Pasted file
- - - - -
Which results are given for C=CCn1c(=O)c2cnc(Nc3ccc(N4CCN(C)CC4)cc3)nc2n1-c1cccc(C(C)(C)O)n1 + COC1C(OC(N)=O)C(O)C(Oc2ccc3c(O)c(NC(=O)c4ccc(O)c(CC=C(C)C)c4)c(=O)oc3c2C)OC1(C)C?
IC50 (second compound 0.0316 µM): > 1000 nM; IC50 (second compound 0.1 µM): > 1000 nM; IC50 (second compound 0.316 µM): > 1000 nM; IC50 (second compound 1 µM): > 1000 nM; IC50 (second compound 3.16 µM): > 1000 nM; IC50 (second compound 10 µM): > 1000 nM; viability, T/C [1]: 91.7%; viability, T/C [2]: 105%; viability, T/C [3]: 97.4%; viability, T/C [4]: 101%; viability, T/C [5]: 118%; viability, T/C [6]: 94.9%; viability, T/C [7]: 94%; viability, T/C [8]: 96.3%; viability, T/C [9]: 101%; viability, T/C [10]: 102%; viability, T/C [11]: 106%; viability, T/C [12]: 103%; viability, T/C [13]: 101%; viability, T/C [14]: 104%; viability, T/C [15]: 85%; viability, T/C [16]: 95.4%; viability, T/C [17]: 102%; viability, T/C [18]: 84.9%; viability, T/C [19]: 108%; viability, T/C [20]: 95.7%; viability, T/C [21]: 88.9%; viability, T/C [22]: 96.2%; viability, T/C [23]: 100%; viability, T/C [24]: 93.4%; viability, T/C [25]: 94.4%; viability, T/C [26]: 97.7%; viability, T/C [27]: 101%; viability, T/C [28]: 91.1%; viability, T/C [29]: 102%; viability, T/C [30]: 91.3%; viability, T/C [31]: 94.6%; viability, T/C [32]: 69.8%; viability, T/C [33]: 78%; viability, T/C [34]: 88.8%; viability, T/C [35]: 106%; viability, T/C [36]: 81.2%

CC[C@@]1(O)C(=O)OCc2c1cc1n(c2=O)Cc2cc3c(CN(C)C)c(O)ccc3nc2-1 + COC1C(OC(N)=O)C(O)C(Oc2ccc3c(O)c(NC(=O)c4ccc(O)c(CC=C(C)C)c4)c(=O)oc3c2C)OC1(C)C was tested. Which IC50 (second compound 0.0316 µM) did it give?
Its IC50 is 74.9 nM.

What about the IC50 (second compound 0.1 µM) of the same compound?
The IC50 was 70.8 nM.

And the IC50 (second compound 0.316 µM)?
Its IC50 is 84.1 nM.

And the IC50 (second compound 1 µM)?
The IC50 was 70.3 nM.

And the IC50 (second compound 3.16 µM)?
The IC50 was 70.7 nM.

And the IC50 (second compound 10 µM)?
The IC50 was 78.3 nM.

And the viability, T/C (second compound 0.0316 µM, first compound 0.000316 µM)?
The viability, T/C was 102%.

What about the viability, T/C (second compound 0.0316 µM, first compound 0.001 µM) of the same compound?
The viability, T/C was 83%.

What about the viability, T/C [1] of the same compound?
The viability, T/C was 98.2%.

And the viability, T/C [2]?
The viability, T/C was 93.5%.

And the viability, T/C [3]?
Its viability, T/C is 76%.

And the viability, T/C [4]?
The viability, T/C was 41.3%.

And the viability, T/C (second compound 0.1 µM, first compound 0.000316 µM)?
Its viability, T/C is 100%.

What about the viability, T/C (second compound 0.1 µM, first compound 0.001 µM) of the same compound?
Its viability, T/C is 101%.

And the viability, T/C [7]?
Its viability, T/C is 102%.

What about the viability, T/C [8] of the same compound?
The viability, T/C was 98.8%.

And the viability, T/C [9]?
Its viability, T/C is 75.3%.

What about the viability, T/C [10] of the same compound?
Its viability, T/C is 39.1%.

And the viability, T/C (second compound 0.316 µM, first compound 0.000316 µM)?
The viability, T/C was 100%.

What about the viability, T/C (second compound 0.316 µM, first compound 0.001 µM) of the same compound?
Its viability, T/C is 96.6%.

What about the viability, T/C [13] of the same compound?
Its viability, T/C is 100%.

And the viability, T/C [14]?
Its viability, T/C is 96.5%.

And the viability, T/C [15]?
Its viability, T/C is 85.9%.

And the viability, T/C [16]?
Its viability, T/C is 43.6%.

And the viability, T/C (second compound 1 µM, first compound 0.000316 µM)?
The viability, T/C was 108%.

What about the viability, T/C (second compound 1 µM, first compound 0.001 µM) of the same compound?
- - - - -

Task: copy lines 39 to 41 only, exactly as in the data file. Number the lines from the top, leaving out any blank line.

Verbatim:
And the viability, T/C (second compound 0.316 µM, first compound 0.000316 µM)?
The viability, T/C was 100%.

What about the viability, T/C (second compound 0.316 µM, first compound 0.001 µM) of the same compound?